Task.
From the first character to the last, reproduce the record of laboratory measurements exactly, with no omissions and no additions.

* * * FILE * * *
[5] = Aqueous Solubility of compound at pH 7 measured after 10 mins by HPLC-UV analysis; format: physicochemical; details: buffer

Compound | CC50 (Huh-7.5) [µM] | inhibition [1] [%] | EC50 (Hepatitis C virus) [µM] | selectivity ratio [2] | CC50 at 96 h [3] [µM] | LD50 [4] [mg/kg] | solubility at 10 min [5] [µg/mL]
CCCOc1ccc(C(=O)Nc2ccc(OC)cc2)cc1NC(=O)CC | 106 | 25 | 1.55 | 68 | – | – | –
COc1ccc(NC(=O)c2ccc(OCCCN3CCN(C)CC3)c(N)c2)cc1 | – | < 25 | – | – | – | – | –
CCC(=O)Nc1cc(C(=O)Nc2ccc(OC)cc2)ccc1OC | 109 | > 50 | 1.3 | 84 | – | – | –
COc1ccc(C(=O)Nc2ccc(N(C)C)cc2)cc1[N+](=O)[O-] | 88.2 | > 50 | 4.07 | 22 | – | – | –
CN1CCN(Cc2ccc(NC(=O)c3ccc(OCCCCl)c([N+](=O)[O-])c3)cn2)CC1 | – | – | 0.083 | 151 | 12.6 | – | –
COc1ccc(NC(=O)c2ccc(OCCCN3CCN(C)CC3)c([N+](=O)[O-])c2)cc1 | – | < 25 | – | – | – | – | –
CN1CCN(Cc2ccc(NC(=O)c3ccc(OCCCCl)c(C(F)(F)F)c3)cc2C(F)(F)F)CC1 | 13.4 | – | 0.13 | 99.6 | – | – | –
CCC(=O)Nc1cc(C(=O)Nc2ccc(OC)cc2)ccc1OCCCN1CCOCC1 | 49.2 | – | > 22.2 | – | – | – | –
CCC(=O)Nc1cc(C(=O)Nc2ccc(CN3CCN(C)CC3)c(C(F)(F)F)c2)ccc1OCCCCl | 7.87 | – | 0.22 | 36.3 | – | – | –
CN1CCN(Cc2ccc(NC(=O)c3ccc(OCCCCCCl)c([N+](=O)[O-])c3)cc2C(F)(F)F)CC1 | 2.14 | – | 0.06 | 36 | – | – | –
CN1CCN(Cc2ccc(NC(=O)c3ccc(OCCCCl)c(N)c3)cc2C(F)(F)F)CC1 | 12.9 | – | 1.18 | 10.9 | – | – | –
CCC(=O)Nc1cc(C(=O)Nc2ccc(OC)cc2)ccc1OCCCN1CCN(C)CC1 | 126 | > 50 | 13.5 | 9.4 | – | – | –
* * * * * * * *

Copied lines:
[5] = Aqueous Solubility of compound at pH 7 measured after 10 mins by HPLC-UV analysis; format: physicochemical; details: buffer

Compound | CC50 (Huh-7.5) [µM] | inhibition [1] [%] | EC50 (Hepatitis C virus) [µM] | selectivity ratio [2] | CC50 at 96 h [3] [µM] | LD50 [4] [mg/kg] | solubility at 10 min [5] [µg/mL]
CCCOc1ccc(C(=O)Nc2ccc(OC)cc2)cc1NC(=O)CC | 106 | 25 | 1.55 | 68 | – | – | –
COc1ccc(NC(=O)c2ccc(OCCCN3CCN(C)CC3)c(N)c2)cc1 | – | < 25 | – | – | – | – | –
CCC(=O)Nc1cc(C(=O)Nc2ccc(OC)cc2)ccc1OC | 109 | > 50 | 1.3 | 84 | – | – | –
COc1ccc(C(=O)Nc2ccc(N(C)C)cc2)cc1[N+](=O)[O-] | 88.2 | > 50 | 4.07 | 22 | – | – | –
CN1CCN(Cc2ccc(NC(=O)c3ccc(OCCCCl)c([N+](=O)[O-])c3)cn2)CC1 | – | – | 0.083 | 151 | 12.6 | – | –
COc1ccc(NC(=O)c2ccc(OCCCN3CCN(C)CC3)c([N+](=O)[O-])c2)cc1 | – | < 25 | – | – | – | – | –
CN1CCN(Cc2ccc(NC(=O)c3ccc(OCCCCl)c(C(F)(F)F)c3)cc2C(F)(F)F)CC1 | 13.4 | – | 0.13 | 99.6 | – | – | –
CCC(=O)Nc1cc(C(=O)Nc2ccc(OC)cc2)ccc1OCCCN1CCOCC1 | 49.2 | – | > 22.2 | – | – | – | –
CCC(=O)Nc1cc(C(=O)Nc2ccc(CN3CCN(C)CC3)c(C(F)(F)F)c2)ccc1OCCCCl | 7.87 | – | 0.22 | 36.3 | – | – | –
CN1CCN(Cc2ccc(NC(=O)c3ccc(OCCCCCCl)c([N+](=O)[O-])c3)cc2C(F)(F)F)CC1 | 2.14 | – | 0.06 | 36 | – | – | –
CN1CCN(Cc2ccc(NC(=O)c3ccc(OCCCCl)c(N)c3)cc2C(F)(F)F)CC1 | 12.9 | – | 1.18 | 10.9 | – | – | –
CCC(=O)Nc1cc(C(=O)Nc2ccc(OC)cc2)ccc1OCCCN1CCN(C)CC1 | 126 | > 50 | 13.5 | 9.4 | – | – | –